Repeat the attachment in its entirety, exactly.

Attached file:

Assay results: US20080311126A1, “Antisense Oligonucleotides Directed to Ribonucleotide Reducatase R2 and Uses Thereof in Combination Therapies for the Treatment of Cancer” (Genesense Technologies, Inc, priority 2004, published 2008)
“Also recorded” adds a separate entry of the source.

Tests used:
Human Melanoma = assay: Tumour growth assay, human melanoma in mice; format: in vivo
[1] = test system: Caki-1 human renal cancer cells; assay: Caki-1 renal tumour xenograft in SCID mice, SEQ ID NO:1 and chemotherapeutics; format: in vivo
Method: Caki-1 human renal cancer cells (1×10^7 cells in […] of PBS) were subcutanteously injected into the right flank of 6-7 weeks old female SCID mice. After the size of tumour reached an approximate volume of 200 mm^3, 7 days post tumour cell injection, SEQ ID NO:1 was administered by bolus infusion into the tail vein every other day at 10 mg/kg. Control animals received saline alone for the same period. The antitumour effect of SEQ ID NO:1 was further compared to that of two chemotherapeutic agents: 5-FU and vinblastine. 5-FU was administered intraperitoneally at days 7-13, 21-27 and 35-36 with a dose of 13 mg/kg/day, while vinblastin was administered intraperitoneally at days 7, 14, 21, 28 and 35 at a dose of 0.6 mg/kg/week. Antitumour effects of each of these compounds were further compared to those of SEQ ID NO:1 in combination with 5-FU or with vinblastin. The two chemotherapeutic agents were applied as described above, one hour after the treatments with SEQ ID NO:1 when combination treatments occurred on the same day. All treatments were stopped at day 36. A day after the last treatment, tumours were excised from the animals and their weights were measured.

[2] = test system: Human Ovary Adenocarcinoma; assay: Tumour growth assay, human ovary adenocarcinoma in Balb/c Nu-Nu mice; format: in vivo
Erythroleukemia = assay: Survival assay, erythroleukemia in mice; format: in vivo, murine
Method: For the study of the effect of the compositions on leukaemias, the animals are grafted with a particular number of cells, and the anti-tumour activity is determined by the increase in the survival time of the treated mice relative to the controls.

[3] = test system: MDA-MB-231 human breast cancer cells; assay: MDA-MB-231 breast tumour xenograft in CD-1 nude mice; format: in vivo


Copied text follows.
Assay results: US20080311126A1, “Antisense Oligonucleotides Directed to Ribonucleotide Reducatase R2 and Uses Thereof in Combination Therapies for the Treatment of Cancer” (Genesense Technologies, Inc, priority 2004, published 2008)
“Also recorded” adds a separate entry of the source.

Tests used:
Human Melanoma = assay: Tumour growth assay, human melanoma in mice; format: in vivo
[1] = test system: Caki-1 human renal cancer cells; assay: Caki-1 renal tumour xenograft in SCID mice, SEQ ID NO:1 and chemotherapeutics; format: in vivo
Method: Caki-1 human renal cancer cells (1×10^7 cells in […] of PBS) were subcutanteously injected into the right flank of 6-7 weeks old female SCID mice. After the size of tumour reached an approximate volume of 200 mm^3, 7 days post tumour cell injection, SEQ ID NO:1 was administered by bolus infusion into the tail vein every other day at 10 mg/kg. Control animals received saline alone for the same period. The antitumour effect of SEQ ID NO:1 was further compared to that of two chemotherapeutic agents: 5-FU and vinblastine. 5-FU was administered intraperitoneally at days 7-13, 21-27 and 35-36 with a dose of 13 mg/kg/day, while vinblastin was administered intraperitoneally at days 7, 14, 21, 28 and 35 at a dose of 0.6 mg/kg/week. Antitumour effects of each of these compounds were further compared to those of SEQ ID NO:1 in combination with 5-FU or with vinblastin. The two chemotherapeutic agents were applied as described above, one hour after the treatments with SEQ ID NO:1 when combination treatments occurred on the same day. All treatments were stopped at day 36. A day after the last treatment, tumours were excised from the animals and their weights were measured.

[2] = test system: Human Ovary Adenocarcinoma; assay: Tumour growth assay, human ovary adenocarcinoma in Balb/c Nu-Nu mice; format: in vivo
Erythroleukemia = assay: Survival assay, erythroleukemia in mice; format: in vivo, murine
Method: For the study of the effect of the compositions on leukaemias, the animals are grafted with a particular number of cells, and the anti-tumour activity is determined by the increase in the survival time of the treated mice relative to the controls.

[3] = test system: MDA-MB-231 human breast cancer cells; assay: MDA-MB-231 breast tumour xenograft in CD-1 nude mice; format: in vivo